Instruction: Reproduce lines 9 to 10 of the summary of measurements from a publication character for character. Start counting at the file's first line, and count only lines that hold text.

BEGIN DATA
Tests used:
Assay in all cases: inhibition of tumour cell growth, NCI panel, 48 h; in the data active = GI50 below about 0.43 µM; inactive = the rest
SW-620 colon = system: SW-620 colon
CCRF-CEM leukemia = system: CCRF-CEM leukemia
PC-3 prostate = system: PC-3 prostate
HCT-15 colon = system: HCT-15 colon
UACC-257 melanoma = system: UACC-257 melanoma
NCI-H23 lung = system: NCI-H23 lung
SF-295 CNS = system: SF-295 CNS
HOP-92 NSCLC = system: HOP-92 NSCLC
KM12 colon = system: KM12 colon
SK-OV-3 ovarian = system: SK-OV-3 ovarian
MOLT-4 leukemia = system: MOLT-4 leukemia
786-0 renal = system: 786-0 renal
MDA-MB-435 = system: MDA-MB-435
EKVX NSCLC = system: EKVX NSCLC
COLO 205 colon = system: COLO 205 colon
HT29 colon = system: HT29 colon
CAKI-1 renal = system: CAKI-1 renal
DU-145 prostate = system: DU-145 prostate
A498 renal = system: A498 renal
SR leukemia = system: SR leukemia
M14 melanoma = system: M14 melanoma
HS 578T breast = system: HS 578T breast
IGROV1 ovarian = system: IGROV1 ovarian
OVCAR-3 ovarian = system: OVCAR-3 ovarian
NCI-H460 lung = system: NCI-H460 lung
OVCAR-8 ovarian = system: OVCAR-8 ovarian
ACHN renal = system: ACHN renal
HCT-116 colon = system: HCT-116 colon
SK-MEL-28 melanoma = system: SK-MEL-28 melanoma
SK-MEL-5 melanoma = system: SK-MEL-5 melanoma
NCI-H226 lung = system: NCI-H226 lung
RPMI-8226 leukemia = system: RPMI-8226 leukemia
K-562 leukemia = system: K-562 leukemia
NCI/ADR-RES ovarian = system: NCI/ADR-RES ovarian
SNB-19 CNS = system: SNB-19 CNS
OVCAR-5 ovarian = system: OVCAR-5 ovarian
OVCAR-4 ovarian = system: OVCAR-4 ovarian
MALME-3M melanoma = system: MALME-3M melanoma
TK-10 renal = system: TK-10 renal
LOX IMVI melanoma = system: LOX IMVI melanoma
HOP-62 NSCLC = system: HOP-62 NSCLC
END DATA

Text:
SF-295 CNS = system: SF-295 CNS
HOP-92 NSCLC = system: HOP-92 NSCLC